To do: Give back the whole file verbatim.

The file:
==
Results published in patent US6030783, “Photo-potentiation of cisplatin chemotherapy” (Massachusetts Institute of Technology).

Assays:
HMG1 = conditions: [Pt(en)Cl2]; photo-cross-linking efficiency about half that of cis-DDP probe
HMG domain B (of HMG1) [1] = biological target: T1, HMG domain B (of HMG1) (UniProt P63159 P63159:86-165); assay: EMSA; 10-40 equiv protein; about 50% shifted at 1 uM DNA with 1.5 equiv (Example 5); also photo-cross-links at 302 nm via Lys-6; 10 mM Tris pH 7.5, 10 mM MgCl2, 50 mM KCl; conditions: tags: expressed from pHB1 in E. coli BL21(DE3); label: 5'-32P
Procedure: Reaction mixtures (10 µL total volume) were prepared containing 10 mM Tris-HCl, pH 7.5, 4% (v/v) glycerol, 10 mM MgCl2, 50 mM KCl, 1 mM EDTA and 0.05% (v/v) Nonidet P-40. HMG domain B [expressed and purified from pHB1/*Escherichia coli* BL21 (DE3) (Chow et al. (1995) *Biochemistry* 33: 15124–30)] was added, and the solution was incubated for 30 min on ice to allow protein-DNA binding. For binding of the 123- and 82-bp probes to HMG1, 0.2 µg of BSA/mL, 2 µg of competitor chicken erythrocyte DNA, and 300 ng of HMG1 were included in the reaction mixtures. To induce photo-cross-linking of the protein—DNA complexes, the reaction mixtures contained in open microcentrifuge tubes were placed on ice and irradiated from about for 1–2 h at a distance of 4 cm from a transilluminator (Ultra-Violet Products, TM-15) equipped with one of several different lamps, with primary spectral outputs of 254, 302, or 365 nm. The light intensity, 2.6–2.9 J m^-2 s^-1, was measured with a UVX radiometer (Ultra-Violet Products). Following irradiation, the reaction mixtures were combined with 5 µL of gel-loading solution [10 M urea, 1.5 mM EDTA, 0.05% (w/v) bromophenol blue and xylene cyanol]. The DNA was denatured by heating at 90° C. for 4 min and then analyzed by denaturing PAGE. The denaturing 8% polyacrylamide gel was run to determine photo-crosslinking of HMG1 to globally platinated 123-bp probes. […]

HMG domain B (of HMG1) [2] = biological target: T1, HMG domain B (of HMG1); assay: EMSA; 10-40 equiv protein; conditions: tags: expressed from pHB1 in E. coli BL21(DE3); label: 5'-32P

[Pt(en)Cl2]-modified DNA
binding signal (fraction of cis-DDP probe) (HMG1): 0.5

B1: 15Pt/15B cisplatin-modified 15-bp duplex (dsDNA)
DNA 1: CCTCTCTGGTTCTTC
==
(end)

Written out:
Results published in patent US6030783, “Photo-potentiation of cisplatin chemotherapy” (Massachusetts Institute of Technology).

Assays:
HMG1 = conditions: [Pt(en)Cl2]; photo-cross-linking efficiency about half that of cis-DDP probe
HMG domain B (of HMG1) [1] = biological target: T1, HMG domain B (of HMG1) (UniProt P63159 P63159:86-165); assay: EMSA; 10-40 equiv protein; about 50% shifted at 1 uM DNA with 1.5 equiv (Example 5); also photo-cross-links at 302 nm via Lys-6; 10 mM Tris pH 7.5, 10 mM MgCl2, 50 mM KCl; conditions: tags: expressed from pHB1 in E. coli BL21(DE3); label: 5'-32P
Procedure: Reaction mixtures (10 µL total volume) were prepared containing 10 mM Tris-HCl, pH 7.5, 4% (v/v) glycerol, 10 mM MgCl2, 50 mM KCl, 1 mM EDTA and 0.05% (v/v) Nonidet P-40. HMG domain B [expressed and purified from pHB1/*Escherichia coli* BL21 (DE3) (Chow et al. (1995) *Biochemistry* 33: 15124–30)] was added, and the solution was incubated for 30 min on ice to allow protein-DNA binding. For binding of the 123- and 82-bp probes to HMG1, 0.2 µg of BSA/mL, 2 µg of competitor chicken erythrocyte DNA, and 300 ng of HMG1 were included in the reaction mixtures. To induce photo-cross-linking of the protein—DNA complexes, the reaction mixtures contained in open microcentrifuge tubes were placed on ice and irradiated from about for 1–2 h at a distance of 4 cm from a transilluminator (Ultra-Violet Products, TM-15) equipped with one of several different lamps, with primary spectral outputs of 254, 302, or 365 nm. The light intensity, 2.6–2.9 J m^-2 s^-1, was measured with a UVX radiometer (Ultra-Violet Products). Following irradiation, the reaction mixtures were combined with 5 µL of gel-loading solution [10 M urea, 1.5 mM EDTA, 0.05% (w/v) bromophenol blue and xylene cyanol]. The DNA was denatured by heating at 90° C. for 4 min and then analyzed by denaturing PAGE. The denaturing 8% polyacrylamide gel was run to determine photo-crosslinking of HMG1 to globally platinated 123-bp probes. […]

HMG domain B (of HMG1) [2] = biological target: T1, HMG domain B (of HMG1); assay: EMSA; 10-40 equiv protein; conditions: tags: expressed from pHB1 in E. coli BL21(DE3); label: 5'-32P

[Pt(en)Cl2]-modified DNA
binding signal (fraction of cis-DDP probe) (HMG1): 0.5

B1: 15Pt/15B cisplatin-modified 15-bp duplex (dsDNA)
DNA 1: CCTCTCTGGTTCTTC